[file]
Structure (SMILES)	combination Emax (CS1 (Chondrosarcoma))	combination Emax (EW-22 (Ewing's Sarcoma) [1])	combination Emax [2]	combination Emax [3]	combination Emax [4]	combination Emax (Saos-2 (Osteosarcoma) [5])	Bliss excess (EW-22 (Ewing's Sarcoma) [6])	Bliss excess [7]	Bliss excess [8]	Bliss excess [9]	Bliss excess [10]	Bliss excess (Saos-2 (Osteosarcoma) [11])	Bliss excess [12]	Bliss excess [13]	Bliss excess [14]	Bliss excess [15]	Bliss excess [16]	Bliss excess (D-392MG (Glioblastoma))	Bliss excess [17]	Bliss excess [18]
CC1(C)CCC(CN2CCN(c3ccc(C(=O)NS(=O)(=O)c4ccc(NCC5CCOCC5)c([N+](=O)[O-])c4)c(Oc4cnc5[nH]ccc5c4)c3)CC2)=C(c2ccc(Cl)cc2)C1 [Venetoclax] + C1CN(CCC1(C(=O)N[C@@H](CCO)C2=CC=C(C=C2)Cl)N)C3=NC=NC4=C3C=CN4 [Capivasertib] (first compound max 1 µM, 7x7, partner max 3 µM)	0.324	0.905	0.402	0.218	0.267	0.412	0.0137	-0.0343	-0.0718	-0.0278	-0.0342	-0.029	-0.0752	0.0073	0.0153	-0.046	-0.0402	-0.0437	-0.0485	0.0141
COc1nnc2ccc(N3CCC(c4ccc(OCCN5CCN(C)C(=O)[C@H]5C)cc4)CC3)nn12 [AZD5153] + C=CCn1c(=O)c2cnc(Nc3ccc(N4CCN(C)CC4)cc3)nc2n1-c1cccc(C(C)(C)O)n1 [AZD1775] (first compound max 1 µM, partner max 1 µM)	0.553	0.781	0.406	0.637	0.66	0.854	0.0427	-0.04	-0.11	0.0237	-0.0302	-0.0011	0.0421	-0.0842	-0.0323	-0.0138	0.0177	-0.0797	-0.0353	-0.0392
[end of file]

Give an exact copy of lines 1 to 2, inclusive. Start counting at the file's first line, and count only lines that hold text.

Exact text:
Structure (SMILES)	combination Emax (CS1 (Chondrosarcoma))	combination Emax (EW-22 (Ewing's Sarcoma) [1])	combination Emax [2]	combination Emax [3]	combination Emax [4]	combination Emax (Saos-2 (Osteosarcoma) [5])	Bliss excess (EW-22 (Ewing's Sarcoma) [6])	Bliss excess [7]	Bliss excess [8]	Bliss excess [9]	Bliss excess [10]	Bliss excess (Saos-2 (Osteosarcoma) [11])	Bliss excess [12]	Bliss excess [13]	Bliss excess [14]	Bliss excess [15]	Bliss excess [16]	Bliss excess (D-392MG (Glioblastoma))	Bliss excess [17]	Bliss excess [18]
CC1(C)CCC(CN2CCN(c3ccc(C(=O)NS(=O)(=O)c4ccc(NCC5CCOCC5)c([N+](=O)[O-])c4)c(Oc4cnc5[nH]ccc5c4)c3)CC2)=C(c2ccc(Cl)cc2)C1 [Venetoclax] + C1CN(CCC1(C(=O)N[C@@H](CCO)C2=CC=C(C=C2)Cl)N)C3=NC=NC4=C3C=CN4 [Capivasertib] (first compound max 1 µM, 7x7, partner max 3 µM)	0.324	0.905	0.402	0.218	0.267	0.412	0.0137	-0.0343	-0.0718	-0.0278	-0.0342	-0.029	-0.0752	0.0073	0.0153	-0.046	-0.0402	-0.0437	-0.0485	0.0141